Wearing masks or face coverings in public is now required, and we're sharing some rules you need to know before you leave the house.
We still have to maintain social distancing (keeping six feet apart) and self-isolate when we're sick or have symptoms. The good news is Gov. J.B. Pritzker's amendment to his March shelter-in-place order, now extended through May 30, loosens some previous restrictions on businesses and recreational activities.
The following information is from the Illinois Department of Public Health and Illinois State Police.
When do I have to wear a mask?
According to IDPH guidelines, the order applies to situations including:
- Shopping at essential businesses such as grocery stores or pharmacies.
- Picking up food through drive-through or curbside pickup.
- When visiting a health care provider.
- When traveling on public transportation.
- When interacting with customers, clients or coworkers at essential businesses.
- When performing essential services for state and local government, such as laboratory testing, when close interactions with other people is unavoidable.
- When feeling sick, coughing or sneezing.
Do I always have to wear a mask?
You don't have to wear a mask when you're at home and have no close contact with people who are infected with COVID-19. You also don't have to wear a mask or face covering while performing the following activities, as long as you are alone or with close, household contacts:
- Running or walking outside.
- Mowing the lawn, performing spring yard cleanup or gardening.
- Washing a car in the driveway.
- Other outdoor activities on a person's own property.
How will the requirement be enforced?
"It's certainly a state mandate, but then that gives local municipalities and counties the authority to determine how to enforce," said Normal Police Chief Rick Bleichner.
Police won't approach people not wearing a mask, but officers may become involved if there's a dispute when individual businesses decide to restrict people from entering without a mask. The goal, Bleichner said, is education and voluntary compliance rather than arrests.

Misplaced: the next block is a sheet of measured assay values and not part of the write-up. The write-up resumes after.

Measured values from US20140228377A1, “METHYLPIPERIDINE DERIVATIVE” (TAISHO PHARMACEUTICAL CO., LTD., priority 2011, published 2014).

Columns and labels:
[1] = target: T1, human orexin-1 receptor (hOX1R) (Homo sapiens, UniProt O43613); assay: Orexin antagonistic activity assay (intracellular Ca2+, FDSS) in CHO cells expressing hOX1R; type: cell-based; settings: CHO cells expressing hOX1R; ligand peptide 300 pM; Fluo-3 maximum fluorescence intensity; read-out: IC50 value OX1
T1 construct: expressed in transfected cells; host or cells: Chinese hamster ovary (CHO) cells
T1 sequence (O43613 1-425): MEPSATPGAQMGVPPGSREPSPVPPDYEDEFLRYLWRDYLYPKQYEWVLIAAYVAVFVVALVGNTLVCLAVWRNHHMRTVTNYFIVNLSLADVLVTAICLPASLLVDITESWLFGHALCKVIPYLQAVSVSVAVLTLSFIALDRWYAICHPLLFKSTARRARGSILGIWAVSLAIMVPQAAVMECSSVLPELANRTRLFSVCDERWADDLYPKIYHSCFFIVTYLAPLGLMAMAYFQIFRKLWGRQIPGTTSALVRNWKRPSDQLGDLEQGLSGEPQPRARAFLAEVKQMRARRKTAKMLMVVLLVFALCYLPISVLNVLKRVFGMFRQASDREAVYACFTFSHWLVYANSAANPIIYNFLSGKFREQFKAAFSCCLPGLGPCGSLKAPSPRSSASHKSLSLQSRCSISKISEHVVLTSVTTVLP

The Bloomington Police Department is taking a similar approach, said department spokesman John Fermon.
"We kind of put the responsibility on the citizens to make the right choices," he said. "Overall, in this whole thing, we've tried to work together with the community than try to enforce it."
Illinois State Police will continue working with local officers to enforce the new order, said Sgt. Jacqueline Cepeda, an agency spokeswoman.
What's the best way to wear a mask?
Wash your hands with alcohol-based hand sanitizer or soap and warm water before putting on a mask and when taking off the mask, IDPH said. Avoid touching the mask while you're wearing it. If you do, wash your hands.
To remove a mask, touch only the ear loops or tie ribbons.
Homemade masks should be made of materials that will withstand daily washing and drying, and they should be laundered before their first use. If possible, have more than one mask so you have a backup if one needs to be washed, it becomes wet or damaged, or no longer fits.
If you're making a mask, use materials you already have or those ordered online so you avoid public places. Buying locally made masks from small businesses can potentially help the local economy while saving medical masks for health care workers.
How are masks taken care of?
The IDPH recommends washing masks and face coverings daily. Used or dirty masks should be placed in a bag or bin away from small children or pets until they have been washed with detergent and dried on a hot cycle.
If masks need to be reused before washing, they should be placed in a plastic or paper bag so other people can't touch it, or where it could contaminate shared surfaces.
Paper masks should be thrown away after each use.
How can I make my own mask?
The Centers for Disease Control and IDPH provide several resources that supply proper guidelines for making your own mask or face covering.
For cloth face coverings, the CDC provides step-by-step instructions for sewing or tying a temporary mask. For video instructions, watch U.S. Surgeon General Jerome Adams give step-by-step instructions for several types of masks on the CDC's YouTube channel. Other resources are available at dph.illinois.gov.
Parks, golf courses
Pritzker's expanded order includes slight changes for businesses and recreational activities: Some state parks will re-open and some non-essential retail stores can offer curbside service or delivery of online and telephone orders.
State parks will open in phases starting Friday, operating from sunrise to sunset. Permitted activities include wildlife observation, hiking, biking, horse riding, fishing from banks and boats, and mushroom hunting. Visitor centers, campgrounds, playgrounds, beaches and concessions remain closed.
Hunting remains suspended at all Illinois Department of Natural Resources sites.
Golf courses will reopen under several restrictions. Clubs must require online or telephone bookings for tee times; practice ranges and chipping and putting greens remain closed. Golfers should be in groups of two, with at least 15 minutes between tee times.
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Contact Sierra Henry at 309-820-3234. Follow her on Twitter: @pg_sierrahenry.